Rock and a Soft Place

Because it’s a stretch for me to think (or write) about anything much other
than qualifying exams, I have only the following
Urie Bronfenbrenner
excerpt to share tonight along with a re-run of an old

Scrape 1.03

There exists a second body of scholarly work in which external
environmental contexts are described in considerable detail and their impact
on the course of development graphically traced. Such investigations are
carried our primarily in the field of anthropology and to some extent in
social work, social psychiatry, clinical psychology, and sociology. But the
descriptive material in these studies is heavily anecdotal and the
interpretation of causal influences highly subjective and inferential. Here we
encounter what I view as an unfortunate and unnecessary schism in contemporary
studies of human development. Especially in recent years, research in this
sphere has pursued a divided course, each tangential to genuine scientific
progress. To corrupt a modern metaphor, we risk being caught between a rock
and a soft place. The rock is rigor, and the soft place relevance. The
emphasis on rigor has led to experiments that are elegantly designed but often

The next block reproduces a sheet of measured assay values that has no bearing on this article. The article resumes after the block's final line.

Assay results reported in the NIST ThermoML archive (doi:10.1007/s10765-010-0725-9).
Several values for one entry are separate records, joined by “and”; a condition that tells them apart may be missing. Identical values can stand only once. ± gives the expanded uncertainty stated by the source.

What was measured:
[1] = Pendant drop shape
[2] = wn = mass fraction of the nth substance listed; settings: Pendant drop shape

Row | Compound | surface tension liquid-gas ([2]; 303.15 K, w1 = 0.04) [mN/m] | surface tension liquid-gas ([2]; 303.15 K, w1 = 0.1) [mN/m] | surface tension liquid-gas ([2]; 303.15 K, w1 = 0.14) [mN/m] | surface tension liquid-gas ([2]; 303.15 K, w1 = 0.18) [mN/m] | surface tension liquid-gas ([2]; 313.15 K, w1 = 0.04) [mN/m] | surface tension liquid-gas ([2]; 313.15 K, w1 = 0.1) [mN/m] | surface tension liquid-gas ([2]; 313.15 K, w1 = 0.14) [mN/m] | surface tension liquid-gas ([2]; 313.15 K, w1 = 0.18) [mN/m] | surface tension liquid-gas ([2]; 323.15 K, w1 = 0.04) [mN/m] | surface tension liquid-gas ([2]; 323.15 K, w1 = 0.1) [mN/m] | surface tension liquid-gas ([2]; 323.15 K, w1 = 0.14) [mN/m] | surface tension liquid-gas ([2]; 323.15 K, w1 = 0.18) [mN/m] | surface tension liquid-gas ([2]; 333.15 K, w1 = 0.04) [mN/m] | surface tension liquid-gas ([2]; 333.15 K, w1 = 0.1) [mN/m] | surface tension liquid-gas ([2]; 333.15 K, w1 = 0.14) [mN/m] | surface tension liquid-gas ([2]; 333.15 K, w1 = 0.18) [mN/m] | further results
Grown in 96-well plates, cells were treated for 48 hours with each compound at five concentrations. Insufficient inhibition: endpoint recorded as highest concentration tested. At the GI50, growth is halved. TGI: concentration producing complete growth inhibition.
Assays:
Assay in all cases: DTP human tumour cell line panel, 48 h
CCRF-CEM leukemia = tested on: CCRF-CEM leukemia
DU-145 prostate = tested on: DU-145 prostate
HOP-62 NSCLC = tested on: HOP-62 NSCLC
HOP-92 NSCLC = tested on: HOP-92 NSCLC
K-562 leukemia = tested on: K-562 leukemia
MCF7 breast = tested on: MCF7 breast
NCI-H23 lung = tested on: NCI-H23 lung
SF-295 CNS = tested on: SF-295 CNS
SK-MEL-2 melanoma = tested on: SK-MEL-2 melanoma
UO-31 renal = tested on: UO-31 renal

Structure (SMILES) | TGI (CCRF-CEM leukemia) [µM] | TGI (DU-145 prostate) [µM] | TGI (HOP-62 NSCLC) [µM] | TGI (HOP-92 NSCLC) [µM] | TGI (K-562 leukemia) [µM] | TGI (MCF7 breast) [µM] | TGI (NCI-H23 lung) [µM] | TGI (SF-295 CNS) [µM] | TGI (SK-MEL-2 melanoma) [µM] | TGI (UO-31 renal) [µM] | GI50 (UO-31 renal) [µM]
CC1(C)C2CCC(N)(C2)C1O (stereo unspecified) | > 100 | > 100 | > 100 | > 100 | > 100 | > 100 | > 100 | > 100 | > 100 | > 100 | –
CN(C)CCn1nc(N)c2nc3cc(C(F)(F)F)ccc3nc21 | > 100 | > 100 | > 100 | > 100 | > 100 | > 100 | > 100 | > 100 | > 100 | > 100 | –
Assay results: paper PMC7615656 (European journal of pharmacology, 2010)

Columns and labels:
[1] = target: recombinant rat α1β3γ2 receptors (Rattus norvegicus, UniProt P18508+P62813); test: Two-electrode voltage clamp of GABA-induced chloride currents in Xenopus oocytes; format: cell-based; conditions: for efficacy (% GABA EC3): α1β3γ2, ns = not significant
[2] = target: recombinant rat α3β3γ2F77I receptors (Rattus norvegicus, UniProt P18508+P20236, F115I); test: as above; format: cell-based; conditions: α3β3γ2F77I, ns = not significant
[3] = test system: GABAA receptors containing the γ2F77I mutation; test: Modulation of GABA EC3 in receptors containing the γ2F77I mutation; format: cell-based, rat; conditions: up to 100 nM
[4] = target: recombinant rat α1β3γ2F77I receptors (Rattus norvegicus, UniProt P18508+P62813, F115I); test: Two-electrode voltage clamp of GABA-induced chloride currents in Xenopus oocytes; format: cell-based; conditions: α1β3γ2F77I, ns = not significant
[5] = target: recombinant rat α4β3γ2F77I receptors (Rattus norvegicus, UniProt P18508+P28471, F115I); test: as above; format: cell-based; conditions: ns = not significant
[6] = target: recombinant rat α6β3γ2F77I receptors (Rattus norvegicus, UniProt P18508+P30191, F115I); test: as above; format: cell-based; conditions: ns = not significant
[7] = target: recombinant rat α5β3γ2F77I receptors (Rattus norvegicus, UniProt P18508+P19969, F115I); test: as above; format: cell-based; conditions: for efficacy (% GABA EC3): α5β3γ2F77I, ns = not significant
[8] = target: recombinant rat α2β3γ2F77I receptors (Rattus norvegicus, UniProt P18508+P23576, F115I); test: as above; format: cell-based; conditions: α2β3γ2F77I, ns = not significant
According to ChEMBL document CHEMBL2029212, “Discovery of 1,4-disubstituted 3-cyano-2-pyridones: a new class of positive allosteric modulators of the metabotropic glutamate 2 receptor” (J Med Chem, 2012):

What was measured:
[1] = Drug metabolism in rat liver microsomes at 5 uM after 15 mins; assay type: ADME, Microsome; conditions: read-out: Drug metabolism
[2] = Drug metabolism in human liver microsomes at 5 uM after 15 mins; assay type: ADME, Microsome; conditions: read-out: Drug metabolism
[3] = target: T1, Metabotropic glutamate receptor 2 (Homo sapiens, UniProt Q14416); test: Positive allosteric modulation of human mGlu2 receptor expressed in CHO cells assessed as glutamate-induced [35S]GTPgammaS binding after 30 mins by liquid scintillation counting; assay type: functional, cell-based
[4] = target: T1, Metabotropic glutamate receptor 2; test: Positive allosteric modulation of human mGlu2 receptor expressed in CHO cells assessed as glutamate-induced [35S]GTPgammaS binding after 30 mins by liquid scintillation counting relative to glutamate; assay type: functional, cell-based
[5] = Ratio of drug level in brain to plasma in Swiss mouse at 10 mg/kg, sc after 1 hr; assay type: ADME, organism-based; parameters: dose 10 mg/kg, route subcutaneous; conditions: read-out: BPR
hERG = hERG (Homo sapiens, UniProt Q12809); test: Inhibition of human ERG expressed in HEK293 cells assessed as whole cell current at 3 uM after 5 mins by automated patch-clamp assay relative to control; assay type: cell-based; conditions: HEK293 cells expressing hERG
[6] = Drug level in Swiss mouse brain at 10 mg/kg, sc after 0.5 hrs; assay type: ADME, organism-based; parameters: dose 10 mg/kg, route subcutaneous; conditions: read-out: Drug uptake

limited in scope. The limitation derives from the fact that many of these
experiments involve situations that are unfamiliar, artificial, and
short-lived, and call for unusual behaviors that are difficult to generalize
to other settings. From this perspective, it can be said that much of
developmental psychology, as it now exists, is the science of the strange
behavior of children in strange situations with strange adults for the
briefest periods of time
. (18)

How does the exam reading garden grow this October 22? I
twiddled with the calculator for a brief minute this morning and figured that
I’ve read 130 of the 170 items on my lists. Some of those reading
encounters are from a few months ago. Or more (during coursework). I have what
I’d describe as good notes on ~80 of the 130 pieces. I meet with my
major exam examiners on Wednesday,
and I’m still clinging to the plan of sitting the exams starting Dec. 1. The
upcoming five weeks: sort of like entering the fourth quarter of a close contest
with no timeouts.

1 Comment

  1. A casual reminder: don’t forget that sometimes you just need to chuck one out of bounds to stop the clock.

    Except that one.

    No, not that one, either.

    Aw hell. Never mind.


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